I can honestly say that I probably enjoyed/benefitted more from Thermea because of practicing meditation (that sounds so weird) most days or everyday in the week or so prior to visiting, so that was a happy coincidence that my aunt decided we should go on her week between jobs—my grandma came as well. Thermea is this Nordic inspired spa involving “releasing toxins” via rapid/therapeutic changes in body temperature. (I still don’t really buy the whole “toxins” argument, but it WAS relaxing and I thoroughly enjoyed it (I can’t wait to go back, but at about $50/visit, I won’t be going more than once a season—but I do plan to visit every season!). I included meditation during some of the heat portions of the cycle in the saunas (one essential oils dry sauna, and two humid saunas, one with orange and the other with eucalyptus), focusing on awareness of different parts of my body rather than breathing, because while my asthma was totally okay at Thermea (who pre-medicates for the spa?! This girl.) the humid saunas were the one thing that might have become the exception to that—part of the need for meditation in here was actually so I could ignore the feeling of humidity on my lungs a bit more—by “my asthma was totally okay” this includes “my lungs were tolerable in the saunas”. Humidity can kind of be suffocating sometimes, but it was for the most part tolerable, at least for the first 10 minutes of the 15. Interestingly, the Thermea websites warns against the water parts for people with respiratory problems, but not the saunas—seems backwards to me.I liked the eucalyptus sauna way more than the orange. Also used an exfoliating scrub for the first time in my life, and I kind of understand why people use these things now.
On the first round after the eucalyptus sauna, we attempted the coldest pool (10*C, the Polarber), and couldn’t get past our ankles, and resigned to the 21*C pool for a quick (laborious) float. 21*C may be shorts weather, but it’s still 16* colder than body temperature. From there, we went to the 39*C Geser pool for the relax phase—much better! The cycle continued much like that, except we found two areas with lounging chairs set up that we hung out on in our robes (the robes at thermea have hoods, people. Best invention ever.) all silently (mostly). Did another sauna, finally braved the Polarber waterfall (which was actually awesome the second time, it just reminded me of the ice bucket challenge, and subsequent times even better). Then we were informed of an essential oils thing going on in the dry sauna (during which at one point the dude threw cold water at us. That was actually awesome, honestly). After a few cycles around, we did the exfoliant thing, and then found the room of seating made of heated tiles. The upper row had headphones, so I headed up there to crank up the soundtrack of the room a bit (I was apparently getting to the point I was not able to get back in the meditation mindset, so I spent the time trying to figure out if the song was an endless loop, or if it ended. I listened for probably about 8-10 minutes and did not hear any discernible end… At least my focus was somewhere rather than 400 places, no? I’ll take it as a win.)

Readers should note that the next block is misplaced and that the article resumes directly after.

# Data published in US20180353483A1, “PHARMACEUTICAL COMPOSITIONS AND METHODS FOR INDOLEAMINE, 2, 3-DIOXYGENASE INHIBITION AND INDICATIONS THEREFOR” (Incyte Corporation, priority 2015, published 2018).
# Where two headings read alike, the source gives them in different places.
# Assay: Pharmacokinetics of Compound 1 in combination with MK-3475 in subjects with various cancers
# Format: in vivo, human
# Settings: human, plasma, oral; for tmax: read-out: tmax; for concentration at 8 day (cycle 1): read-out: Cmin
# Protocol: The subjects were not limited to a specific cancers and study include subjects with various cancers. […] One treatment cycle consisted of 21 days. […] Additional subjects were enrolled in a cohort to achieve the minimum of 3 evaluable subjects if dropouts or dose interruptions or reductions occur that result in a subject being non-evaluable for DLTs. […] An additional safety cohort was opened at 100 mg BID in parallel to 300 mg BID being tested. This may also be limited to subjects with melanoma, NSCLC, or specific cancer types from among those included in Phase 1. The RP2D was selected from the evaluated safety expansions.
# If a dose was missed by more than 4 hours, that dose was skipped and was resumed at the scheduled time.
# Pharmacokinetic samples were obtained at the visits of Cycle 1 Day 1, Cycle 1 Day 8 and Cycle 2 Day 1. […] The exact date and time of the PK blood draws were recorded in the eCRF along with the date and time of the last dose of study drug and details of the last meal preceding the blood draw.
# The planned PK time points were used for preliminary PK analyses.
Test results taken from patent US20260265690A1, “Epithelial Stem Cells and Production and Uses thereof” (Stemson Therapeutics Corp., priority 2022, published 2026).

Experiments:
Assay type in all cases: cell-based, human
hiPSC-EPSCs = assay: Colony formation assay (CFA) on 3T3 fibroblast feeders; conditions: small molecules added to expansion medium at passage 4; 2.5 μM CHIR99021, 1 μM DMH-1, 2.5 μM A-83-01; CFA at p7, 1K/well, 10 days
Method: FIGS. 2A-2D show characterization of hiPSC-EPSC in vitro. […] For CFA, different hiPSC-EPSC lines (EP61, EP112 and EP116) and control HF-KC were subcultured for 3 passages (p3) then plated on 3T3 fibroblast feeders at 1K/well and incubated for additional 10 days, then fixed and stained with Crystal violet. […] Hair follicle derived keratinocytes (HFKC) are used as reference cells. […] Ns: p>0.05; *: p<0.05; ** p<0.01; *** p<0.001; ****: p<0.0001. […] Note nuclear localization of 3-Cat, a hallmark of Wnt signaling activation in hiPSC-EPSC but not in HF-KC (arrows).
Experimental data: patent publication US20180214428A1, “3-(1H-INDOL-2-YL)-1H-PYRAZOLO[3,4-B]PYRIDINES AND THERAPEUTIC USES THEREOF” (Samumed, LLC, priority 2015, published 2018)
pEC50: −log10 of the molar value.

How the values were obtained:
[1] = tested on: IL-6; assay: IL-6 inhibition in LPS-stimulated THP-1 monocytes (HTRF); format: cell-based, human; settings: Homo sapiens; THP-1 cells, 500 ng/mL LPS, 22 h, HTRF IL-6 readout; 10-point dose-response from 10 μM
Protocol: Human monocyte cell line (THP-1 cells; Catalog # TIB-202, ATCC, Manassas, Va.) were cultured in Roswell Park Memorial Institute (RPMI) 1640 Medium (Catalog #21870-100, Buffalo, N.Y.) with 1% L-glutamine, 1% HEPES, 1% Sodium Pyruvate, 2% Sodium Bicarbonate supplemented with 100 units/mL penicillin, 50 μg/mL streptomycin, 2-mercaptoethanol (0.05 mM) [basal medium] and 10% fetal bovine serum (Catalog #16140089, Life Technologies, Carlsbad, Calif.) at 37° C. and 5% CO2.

After that, I dumped a bucket of cold water on myself and “completed the cycle” with a hot shower back in the change room. In total, we spent about three hours at Thermea, and even before I left I knew I’d be back.
Of course… The second I unlocked my locker with the cool wristband, I heard my Pebble vibrating away.
Return to reality. The retreat was amazing.